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McDonnell Says Dispensaries Could Replace Home Grows Of Medical Marijuana

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Nug of the Month: Aug 2008
Mark McDonnell, from the Multnomah County District Attorney's Office, believes that dispensaries in Oregon would remove the need for individuals to grow their own medical marijuana, according to an April 29 article in the Portland Tribune by Peter Korn. This is not a new idea; in January, Klamath County Sheriff Tim Evinger stated that medical marijuana should be purchased from a pharmacy and controlled "...just like any controlled substance that is prescribed". However, many are not happy with the potential loss of personal cultivation of cannabis proposed by law enforcement officials.

Madeline Martinez, Executive Director of Oregon NORML and one of the co-chief petitioners for the Oregon Cannabis Tax Act, expressed her concern: "I want to grow organic, and I don't want anybody taking that away from me." Allen St. Pierre, Executive Director of NORML, has described private cultivation as the "single most important" aspect of any legalization effort: "Allowing for the legal, personal cultivation of cannabis provides consumers with the option to grow their own product should commercially available sources offer cannabis that fails to meet the consumers' needs because it is excessively expensive, too heavily taxed, or of inferior quality."

There are also concerns about pricing under Initiative 28, which Korn described as creating "...the first state in the country with legal, for-profit marijuana growers." While dispensaries will be required to be nonprofit organizations, licensed "producers" will not be required to be nonprofit under I-28. Stormy Ray, who helped pass the Oregon Medical Marijuana Act in 1998, was quoted by Korn, "The same people we call the black market right now will be running those dispensaries." She claims that medical marijuana can be grown for $40 per ounce when compassion, not profit, is the incentive.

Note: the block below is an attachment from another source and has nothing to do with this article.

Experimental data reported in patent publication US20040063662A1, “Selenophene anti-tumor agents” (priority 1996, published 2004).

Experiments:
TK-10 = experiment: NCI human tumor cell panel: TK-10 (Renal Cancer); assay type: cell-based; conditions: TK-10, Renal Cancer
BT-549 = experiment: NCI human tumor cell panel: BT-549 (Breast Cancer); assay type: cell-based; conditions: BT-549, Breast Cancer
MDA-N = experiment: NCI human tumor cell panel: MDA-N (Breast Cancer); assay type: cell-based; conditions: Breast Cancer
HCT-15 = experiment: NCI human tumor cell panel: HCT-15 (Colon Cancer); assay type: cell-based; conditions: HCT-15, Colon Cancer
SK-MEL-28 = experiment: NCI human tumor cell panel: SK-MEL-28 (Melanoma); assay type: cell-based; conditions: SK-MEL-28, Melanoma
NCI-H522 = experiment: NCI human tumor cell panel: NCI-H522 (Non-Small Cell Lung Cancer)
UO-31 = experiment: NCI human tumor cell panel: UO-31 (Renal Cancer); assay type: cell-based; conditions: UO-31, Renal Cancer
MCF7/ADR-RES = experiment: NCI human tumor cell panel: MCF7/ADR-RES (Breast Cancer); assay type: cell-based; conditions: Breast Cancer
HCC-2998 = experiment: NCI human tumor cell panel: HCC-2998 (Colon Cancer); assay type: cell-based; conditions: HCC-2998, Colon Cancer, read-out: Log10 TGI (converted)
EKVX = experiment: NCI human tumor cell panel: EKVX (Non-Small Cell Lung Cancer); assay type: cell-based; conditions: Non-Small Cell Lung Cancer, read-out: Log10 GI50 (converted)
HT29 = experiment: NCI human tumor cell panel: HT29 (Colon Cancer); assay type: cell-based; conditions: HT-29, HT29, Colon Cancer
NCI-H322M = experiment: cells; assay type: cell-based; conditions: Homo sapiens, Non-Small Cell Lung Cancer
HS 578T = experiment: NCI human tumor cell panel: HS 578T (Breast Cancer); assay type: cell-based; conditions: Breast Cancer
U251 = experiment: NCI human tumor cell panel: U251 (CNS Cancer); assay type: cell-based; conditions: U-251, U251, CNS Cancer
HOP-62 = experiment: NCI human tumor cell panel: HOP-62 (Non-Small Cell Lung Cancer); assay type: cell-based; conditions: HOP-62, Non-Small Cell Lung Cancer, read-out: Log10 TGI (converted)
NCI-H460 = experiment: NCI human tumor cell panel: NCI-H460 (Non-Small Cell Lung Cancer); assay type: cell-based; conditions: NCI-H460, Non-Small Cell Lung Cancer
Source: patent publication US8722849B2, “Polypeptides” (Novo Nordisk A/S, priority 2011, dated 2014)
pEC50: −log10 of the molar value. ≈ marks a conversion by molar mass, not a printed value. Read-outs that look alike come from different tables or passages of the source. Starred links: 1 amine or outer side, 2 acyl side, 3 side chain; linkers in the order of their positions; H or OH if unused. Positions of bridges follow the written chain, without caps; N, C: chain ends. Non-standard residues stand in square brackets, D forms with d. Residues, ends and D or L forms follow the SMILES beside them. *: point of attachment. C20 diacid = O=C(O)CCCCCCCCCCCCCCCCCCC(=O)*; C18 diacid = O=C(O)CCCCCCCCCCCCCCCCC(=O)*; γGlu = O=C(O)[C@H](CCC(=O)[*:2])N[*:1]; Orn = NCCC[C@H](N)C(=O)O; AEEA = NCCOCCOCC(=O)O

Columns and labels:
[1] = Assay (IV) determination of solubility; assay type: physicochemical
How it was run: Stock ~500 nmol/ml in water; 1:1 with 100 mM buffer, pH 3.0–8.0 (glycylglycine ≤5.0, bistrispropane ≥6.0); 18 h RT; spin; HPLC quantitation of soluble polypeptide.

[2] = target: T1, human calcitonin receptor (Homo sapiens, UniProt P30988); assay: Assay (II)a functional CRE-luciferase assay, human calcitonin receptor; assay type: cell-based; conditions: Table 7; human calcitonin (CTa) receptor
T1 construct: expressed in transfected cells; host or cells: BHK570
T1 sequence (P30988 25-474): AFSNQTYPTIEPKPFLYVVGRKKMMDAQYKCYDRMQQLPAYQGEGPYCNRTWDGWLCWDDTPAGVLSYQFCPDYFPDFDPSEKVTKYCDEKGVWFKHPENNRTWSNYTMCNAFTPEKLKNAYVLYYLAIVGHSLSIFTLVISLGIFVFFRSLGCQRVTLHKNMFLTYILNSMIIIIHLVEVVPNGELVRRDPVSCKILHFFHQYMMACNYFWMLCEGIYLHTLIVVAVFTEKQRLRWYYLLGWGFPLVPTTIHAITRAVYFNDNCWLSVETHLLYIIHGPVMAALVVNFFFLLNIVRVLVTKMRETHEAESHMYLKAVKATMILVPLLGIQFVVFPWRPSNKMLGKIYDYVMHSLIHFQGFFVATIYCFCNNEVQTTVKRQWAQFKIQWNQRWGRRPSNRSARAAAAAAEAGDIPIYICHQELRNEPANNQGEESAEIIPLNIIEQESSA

Dispensaries in other states, such as California and Colorado, could indicate future potential dispensary pricing in Oregon: Green Life, a Westminster, California dispensary, boasts that it has the "lowest priced medical marijuana" at $18/gram cap (approximately $500 an ounce); and in Colorado, Boulder County Caregivers lists their prices between $375 - 420 per ounce. Russ Bellville, host of the NORML SHOW LIVE and The NORML Stash Blog, wonders why marijuana, "the flowers of a locally-grown bush," should cost more than one of the world's most expensive flowers saffron, which has a "suggested $129.95 retail" price per ounce. He is not convinced that prices in Oregon dispensaries will be much different than other dispensaries: "With 70 Colorado dispensaries and over 700 California dispensaries, how much longer before that competition factor kicks in?"

John Sajo, Executive Director of Voter Power, disputes claims that prices will be inflated: "We face a barrage of criticism that we will be exploiting patients and selling medicine at top dollar, but we've done everything we can to structure the system to avoid that."

Share your comments: Do you feel that dispensaries will improve access to safe and affordable medicine for medical marijuana patients, or will patients suffer from inflated dispensary prices and low-quality medicine?

NewsHawk: Ganjarden: 420 MAGAZINE
Source: Examiner.com
Author: Jennifer Alexander
Contact: Examiner.com
Copyright: 2010 Clarity Digital Group LLC d/b/a Examiner.com
Website: McDonnell says dispensaries could replace home grows of medical marijuana
I believe patients will suffer if we must pay dispensary prices.
Grow your own and keep more of your money!!!! There is no need to pay dispensary prices.
I don't understand how a "non profit" can have ounces that are $400 and over. It doesn't cost me $400 to grow an ounce.


Member of the Month: May 2009, Oct 2010, Sept 2017
I'm not against people making a (reasonable) profit. One more reason to legalize. Let the growers/dispensaries sell for whatever they can get - to the recreational smoker. Set up a standard "actual non-profit" price and that would be the price for cardholders buying for medicinal reasons.

Yes, it would require some kind of oversight both on the card-holders (and the doctors/etc. that help them get their card) and to the sellers, it would have to require some extremely harsh penalties for any misuse of the system such as a card-holder purchasing high-quality cannabis at $100 (whatever) an ounce and then selling it to his friends for $200, and there'd still be some level of corruption.

But it was the best I could come up with in the 45 seconds I spent typing this, lol. And it's probably not worse than McDonnell's idea.

Me, I'd prefer home-grown with the possibility for medical users to sample many different strains until they found the best one(s) to suit their individual needs. And that means visits to the dispensaries.